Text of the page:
Bose-Einstein Condensation of Excitons and Biexcitons : And Coherent Nonlinear Optics with Excitons
Bose-Einstein condensation of excitons is a unique effect in which the electronic states of a solid can self-organize to acquire quantum phase coherence. The phenomenon is closely linked to Bose-Einstein condensation in other systems such as liquid helium and laser-cooled atomic gases. This is the first book to provide a comprehensive survey of this field, covering theoretical aspects as well as recent experimental work. After setting out the relevant basic physics of excitons, the authors discuss exciton-phonon interactions as well as the behaviour of biexcitons. They cover exciton phase transitions and give particular attention to nonlinear optical effects including the optical Stark effect and chaos in excitonic systems. The thermodynamics of equilibrium, quasi-equilibrium, and nonequilibrium systems are examined in detail. The authors interweave theoretical and experimental results throughout the book, and it will be of great interest to graduate students and researchers in semiconductor and superconductor physics, quantum optics, and atomic physics.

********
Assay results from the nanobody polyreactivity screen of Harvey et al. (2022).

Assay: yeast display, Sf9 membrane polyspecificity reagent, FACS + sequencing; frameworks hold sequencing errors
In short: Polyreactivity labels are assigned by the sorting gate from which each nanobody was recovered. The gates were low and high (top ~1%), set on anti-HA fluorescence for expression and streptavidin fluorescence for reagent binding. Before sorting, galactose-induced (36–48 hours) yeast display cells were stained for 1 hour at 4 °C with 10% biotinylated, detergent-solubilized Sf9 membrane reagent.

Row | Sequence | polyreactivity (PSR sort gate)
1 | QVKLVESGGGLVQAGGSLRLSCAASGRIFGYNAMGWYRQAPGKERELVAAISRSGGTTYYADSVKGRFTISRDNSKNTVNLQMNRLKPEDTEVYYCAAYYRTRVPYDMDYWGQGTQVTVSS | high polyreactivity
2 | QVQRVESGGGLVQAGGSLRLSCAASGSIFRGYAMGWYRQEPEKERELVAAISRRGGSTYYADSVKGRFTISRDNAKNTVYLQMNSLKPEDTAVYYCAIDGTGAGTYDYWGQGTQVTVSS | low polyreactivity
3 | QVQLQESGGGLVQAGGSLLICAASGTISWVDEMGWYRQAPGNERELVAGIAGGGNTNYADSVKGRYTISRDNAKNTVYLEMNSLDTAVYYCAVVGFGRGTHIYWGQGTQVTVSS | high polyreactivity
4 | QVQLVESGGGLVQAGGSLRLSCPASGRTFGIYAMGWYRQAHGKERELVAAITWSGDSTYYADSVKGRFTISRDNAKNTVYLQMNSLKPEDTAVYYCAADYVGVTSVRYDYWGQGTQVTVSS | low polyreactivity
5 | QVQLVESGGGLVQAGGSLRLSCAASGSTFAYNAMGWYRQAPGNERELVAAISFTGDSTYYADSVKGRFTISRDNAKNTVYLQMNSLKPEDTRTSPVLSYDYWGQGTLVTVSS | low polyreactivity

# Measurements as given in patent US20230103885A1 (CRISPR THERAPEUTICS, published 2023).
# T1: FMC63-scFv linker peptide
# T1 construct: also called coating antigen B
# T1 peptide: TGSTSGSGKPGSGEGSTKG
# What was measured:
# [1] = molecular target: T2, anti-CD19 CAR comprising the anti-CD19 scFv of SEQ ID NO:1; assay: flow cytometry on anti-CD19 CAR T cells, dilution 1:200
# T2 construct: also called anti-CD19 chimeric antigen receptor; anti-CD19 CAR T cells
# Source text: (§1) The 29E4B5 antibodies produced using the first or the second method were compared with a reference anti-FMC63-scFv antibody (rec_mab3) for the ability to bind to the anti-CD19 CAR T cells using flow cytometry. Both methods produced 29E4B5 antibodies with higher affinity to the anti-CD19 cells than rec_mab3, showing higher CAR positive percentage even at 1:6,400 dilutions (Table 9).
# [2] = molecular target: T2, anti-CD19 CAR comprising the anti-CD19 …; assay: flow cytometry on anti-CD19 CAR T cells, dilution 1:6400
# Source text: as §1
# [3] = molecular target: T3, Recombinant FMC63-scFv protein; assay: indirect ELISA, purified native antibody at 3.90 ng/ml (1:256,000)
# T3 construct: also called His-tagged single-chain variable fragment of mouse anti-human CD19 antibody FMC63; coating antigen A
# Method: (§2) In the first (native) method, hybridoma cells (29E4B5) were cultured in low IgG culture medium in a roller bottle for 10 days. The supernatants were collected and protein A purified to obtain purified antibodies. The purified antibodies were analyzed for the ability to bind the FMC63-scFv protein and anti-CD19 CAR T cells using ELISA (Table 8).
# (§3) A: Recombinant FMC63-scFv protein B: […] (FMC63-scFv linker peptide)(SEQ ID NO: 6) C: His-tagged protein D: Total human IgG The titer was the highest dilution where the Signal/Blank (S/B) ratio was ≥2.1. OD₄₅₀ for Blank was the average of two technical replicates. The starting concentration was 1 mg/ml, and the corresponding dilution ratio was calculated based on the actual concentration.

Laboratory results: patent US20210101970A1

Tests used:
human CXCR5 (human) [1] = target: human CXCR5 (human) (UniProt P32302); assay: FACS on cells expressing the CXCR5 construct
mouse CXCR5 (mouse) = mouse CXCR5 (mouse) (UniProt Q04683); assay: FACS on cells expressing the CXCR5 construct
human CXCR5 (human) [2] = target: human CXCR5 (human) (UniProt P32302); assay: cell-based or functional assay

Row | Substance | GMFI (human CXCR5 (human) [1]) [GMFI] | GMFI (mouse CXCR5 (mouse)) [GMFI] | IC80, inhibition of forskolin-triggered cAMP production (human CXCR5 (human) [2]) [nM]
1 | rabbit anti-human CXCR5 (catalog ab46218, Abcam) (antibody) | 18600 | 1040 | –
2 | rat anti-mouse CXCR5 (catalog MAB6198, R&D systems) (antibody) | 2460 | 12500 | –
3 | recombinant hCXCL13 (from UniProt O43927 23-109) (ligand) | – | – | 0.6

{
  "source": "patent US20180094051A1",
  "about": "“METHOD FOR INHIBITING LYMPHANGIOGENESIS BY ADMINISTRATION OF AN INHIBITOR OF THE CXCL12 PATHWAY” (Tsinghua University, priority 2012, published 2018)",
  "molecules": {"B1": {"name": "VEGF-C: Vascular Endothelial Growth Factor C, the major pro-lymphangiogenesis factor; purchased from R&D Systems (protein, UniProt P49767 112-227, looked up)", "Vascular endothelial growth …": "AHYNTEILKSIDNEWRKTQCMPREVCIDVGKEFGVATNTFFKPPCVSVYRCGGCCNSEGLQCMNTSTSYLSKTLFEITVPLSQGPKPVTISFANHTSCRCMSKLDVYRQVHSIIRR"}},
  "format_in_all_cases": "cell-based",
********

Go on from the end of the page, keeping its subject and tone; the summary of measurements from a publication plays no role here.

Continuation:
- Electronic book text
- 11 May 2012
- CAMBRIDGE UNIVERSITY PRESS
- Cambridge University Press (Virtual Publishing)
- Cambridge, United Kingdom
- 111 b/w illus. 4 tables
"...a most useful text by two physicists each of whom has made substantial contributions to the field of Bose-Einstein condensation...a thorough introduction to all aspects of condensed matter physics, combined with much of the formal theory required to understand a wide range of experiments...Any scientist interested in establishing a more constructive dialogue with the science and technology studies community would be well-advised to read [this work]." Physics Today
Table of contents
1. Introduction; 2. Basic theory; 3. Interaction with phonons; 4. Biexcitons; 5. Phase transitions of excitons; 6. The optical Stark effect; 7. Mixed states of excitons and photons; 8. Nonequilibrium kinetics; 9. Coherent nonlinear optics; 10. New directions; Appendix.